2.12 - BI If I am unable to make my own decisions at any time, the views of those who know my wishes, such as my carer, independent advocate, formal or informal representative, are sought and taken into account.

What does this mean for me? It means that your role as a carer is valued by health and social care professionals, and your knowledge and experience is considered in the care needs of the person you look after. When the person you look after is unable to make their own decisions, your views are sought and taken into account as soon as possible.

Jason cares for his adult son, Calum, who has bipolar disorder. An advance statement has been prepared, which is actioned if Calum's condition deteriorates and he refuses to attend medical appointments or take medication. The advance statement makes clear that Jason can make decisions about Calum's care and support, including if medication needs to be altered or admission to hospital is required. Calum agrees with the content of this advance statement, which was prepared at a time when he was well. If Calum's mental health seems to be deteriorating but he still has capacity to make decisions, Jason can still provide valuable information to health and care professionals and Calum is encouraged to keep Jason involved in discussions about care and treatment. The advance statement is regularly reviewed with input from both Calum and Jason.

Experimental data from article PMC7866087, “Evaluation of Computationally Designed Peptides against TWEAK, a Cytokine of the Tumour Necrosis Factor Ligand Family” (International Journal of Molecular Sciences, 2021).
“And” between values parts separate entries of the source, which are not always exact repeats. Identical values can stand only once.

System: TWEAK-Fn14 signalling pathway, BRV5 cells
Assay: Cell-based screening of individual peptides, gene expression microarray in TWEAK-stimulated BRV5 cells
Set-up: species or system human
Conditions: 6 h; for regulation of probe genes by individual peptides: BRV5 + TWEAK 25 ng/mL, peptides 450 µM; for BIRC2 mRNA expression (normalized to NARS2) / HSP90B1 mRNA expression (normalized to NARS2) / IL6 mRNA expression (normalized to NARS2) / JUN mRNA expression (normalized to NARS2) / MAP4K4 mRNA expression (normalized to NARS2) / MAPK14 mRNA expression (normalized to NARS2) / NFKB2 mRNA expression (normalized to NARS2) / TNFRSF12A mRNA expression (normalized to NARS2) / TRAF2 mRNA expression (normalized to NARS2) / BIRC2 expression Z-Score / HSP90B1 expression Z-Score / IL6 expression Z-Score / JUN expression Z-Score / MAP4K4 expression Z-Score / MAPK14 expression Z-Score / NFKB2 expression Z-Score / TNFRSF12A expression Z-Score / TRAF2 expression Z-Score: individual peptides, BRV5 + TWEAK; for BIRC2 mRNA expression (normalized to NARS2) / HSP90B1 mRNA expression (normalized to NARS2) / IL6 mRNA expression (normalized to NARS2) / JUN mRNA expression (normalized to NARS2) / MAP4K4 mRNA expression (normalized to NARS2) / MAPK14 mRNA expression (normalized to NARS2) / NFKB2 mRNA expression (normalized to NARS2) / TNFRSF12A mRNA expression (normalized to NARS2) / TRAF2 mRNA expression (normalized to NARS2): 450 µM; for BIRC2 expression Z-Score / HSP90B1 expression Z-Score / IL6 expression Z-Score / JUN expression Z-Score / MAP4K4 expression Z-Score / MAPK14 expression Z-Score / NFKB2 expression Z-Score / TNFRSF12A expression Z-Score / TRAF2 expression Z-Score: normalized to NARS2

2.17 - RCS I am fully involved in developing and reviewing my personal plan, which is always available to me.

What does this mean for me? It means that your role as a carer should help the person you look after to make their own decisions about their support planning. If your own decisions about the care and support you are able to provide do not quite fit with the decisions made by the person you look after, health and care professionals should help you to come to a solution.